Saturday, May 23, 2009

The Importance of Dialect in Cultural Identity

Part 1
Bon dì! Good day!

When I first moved to the Veneto, I quickly found myself not understanding a lot of conversation and communication during transactions in shops and restaurants because I didn't know any dialect. This initially happened in the city of Venice, which has a deep-rooted tradition and has maintained its local language. Venetian dialect is similar to Italian in ways but also profoundly different.

Examples of similarities:
Italian: Tu sei You are; Lei ha She has
Venetian Dialect: Ti xe (the "x" is pronounced like an English "z"); Ea ga

Examples of profound differences:
English: Money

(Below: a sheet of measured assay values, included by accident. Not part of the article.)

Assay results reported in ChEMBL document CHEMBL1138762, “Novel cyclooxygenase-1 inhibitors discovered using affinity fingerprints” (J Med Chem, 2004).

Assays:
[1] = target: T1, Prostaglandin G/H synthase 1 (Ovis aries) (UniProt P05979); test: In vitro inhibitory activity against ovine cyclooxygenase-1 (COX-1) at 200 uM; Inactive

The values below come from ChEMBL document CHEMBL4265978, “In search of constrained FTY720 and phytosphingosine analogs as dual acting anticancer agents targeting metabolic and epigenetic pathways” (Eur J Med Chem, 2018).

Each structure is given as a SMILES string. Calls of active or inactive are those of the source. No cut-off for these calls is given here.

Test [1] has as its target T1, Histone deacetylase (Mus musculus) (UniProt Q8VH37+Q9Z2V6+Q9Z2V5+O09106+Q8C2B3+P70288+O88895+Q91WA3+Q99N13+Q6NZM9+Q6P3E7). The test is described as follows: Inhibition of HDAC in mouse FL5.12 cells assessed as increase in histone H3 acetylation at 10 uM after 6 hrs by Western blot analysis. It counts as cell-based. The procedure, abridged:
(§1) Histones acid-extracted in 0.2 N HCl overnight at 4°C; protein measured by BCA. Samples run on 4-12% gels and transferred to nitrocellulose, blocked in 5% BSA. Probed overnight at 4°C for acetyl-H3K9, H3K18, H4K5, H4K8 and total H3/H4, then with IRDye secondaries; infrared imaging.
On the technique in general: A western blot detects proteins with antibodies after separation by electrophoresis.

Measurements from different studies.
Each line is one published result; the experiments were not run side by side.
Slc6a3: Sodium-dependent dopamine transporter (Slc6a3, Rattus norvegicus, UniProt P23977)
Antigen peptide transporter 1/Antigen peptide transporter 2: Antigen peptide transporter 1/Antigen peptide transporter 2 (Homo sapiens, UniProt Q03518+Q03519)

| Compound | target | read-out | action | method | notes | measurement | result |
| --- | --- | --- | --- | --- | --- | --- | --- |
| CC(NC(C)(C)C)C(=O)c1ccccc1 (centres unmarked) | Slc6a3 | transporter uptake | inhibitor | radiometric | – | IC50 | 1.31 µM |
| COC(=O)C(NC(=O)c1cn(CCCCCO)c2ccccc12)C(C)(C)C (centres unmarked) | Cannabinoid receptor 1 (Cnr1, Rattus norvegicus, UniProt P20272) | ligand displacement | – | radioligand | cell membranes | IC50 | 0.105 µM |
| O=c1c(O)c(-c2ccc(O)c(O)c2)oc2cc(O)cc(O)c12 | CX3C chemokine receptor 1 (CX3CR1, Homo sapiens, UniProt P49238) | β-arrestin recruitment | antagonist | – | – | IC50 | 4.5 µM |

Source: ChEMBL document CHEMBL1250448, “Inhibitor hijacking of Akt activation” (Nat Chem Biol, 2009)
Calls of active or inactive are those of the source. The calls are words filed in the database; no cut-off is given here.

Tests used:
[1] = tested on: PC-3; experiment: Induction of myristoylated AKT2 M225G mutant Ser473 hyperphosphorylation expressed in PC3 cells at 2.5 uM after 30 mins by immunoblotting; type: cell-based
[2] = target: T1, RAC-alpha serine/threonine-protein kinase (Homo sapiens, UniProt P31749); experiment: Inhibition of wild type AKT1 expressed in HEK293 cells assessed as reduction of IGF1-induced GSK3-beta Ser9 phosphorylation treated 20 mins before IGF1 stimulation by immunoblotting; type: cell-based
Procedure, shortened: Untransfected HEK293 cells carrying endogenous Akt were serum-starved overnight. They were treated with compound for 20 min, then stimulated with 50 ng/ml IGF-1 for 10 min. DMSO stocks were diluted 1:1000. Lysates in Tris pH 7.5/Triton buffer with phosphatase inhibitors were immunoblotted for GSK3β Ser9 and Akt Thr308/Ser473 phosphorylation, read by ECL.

Italian: Soldi
Venetian Dialect: Schei

After several months and with no help at all by my Venetian companions, I slowly and almost miraculously started to understand things and could even chime in, but always expressing myself in Italian, rather than trying to construct dialect forms properly.
Eventually I started to appreciate this local way of talking, especially for its expressions and certain vocabulary. Some makes special reference to the water, all around Venice, or another example recalls the city's Napoleanic domination during the 18th century.

ex) un franco referred to 1000 lire or now, 1 Euro--the monetary term referring to France and the "franc"

By learning dialect, I grasped more about the people and curried their favor, compared to other foreigners who do not stay around long enough to ever really understand these nuances.

(Part 1 of ongoing subject.)


  1. Good Morning! I happened across this blog, it's nice, but I have to correct you, I'm sorry. "Un franco" is not related to the Napoleonic Dominion. It's related to a coin in which the Emperor of Austria-Hungary Franz Joseph was portrayed.

  2. Brando, thank you for this information.